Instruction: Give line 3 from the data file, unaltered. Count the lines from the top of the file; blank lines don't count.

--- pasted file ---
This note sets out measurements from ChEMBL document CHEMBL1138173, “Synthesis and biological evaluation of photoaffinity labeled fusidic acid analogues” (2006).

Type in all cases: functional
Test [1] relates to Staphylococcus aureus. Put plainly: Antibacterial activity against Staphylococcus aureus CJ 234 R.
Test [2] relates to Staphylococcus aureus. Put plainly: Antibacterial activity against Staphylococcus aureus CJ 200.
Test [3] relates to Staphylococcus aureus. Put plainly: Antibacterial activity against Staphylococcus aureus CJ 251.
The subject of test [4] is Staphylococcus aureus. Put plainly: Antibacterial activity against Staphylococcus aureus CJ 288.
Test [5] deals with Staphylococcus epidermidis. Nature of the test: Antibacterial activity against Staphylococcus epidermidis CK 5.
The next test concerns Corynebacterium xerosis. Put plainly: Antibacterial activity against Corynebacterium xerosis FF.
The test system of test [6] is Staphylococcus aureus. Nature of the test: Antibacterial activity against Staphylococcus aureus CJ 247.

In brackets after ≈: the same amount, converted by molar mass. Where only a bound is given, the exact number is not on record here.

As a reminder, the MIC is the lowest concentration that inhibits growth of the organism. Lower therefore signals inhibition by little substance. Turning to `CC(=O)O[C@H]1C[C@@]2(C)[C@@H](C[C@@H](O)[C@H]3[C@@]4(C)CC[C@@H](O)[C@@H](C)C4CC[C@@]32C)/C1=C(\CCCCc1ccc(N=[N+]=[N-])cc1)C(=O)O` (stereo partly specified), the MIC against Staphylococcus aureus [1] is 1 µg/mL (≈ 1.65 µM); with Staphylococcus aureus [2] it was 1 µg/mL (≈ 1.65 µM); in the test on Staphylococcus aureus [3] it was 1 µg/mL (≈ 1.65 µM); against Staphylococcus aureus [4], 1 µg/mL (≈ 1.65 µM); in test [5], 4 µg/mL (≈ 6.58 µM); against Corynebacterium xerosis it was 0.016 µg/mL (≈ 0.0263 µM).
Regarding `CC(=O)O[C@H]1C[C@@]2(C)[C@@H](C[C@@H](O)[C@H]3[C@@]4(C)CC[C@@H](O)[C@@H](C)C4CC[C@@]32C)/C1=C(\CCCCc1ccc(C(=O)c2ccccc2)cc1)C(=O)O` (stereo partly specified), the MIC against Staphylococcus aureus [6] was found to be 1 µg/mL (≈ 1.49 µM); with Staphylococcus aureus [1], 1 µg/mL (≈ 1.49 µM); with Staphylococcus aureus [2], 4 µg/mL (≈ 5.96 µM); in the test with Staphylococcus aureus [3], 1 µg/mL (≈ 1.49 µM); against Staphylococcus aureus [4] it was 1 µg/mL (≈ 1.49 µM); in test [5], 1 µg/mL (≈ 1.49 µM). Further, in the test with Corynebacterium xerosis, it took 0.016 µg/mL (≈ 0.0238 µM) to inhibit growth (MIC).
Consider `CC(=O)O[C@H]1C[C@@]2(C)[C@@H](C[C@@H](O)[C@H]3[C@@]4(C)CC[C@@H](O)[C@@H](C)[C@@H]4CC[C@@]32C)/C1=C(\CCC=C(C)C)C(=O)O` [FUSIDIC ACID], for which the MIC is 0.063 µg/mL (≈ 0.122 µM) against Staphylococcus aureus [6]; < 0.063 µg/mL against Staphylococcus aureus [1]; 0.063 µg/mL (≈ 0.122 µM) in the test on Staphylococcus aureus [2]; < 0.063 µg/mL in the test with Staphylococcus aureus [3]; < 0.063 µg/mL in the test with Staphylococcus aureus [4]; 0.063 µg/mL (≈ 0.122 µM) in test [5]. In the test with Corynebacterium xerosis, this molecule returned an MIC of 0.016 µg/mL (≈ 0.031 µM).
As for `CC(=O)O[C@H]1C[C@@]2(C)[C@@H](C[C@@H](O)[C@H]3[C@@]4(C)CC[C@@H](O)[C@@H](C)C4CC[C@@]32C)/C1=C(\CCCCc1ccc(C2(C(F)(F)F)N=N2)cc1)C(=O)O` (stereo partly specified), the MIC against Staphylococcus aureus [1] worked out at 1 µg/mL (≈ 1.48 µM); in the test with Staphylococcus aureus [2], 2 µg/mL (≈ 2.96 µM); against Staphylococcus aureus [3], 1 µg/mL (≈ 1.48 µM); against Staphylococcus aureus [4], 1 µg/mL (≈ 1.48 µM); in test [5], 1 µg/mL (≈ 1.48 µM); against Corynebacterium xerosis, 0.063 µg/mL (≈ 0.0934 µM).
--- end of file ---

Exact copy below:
Test [1] relates to Staphylococcus aureus. Put plainly: Antibacterial activity against Staphylococcus aureus CJ 234 R.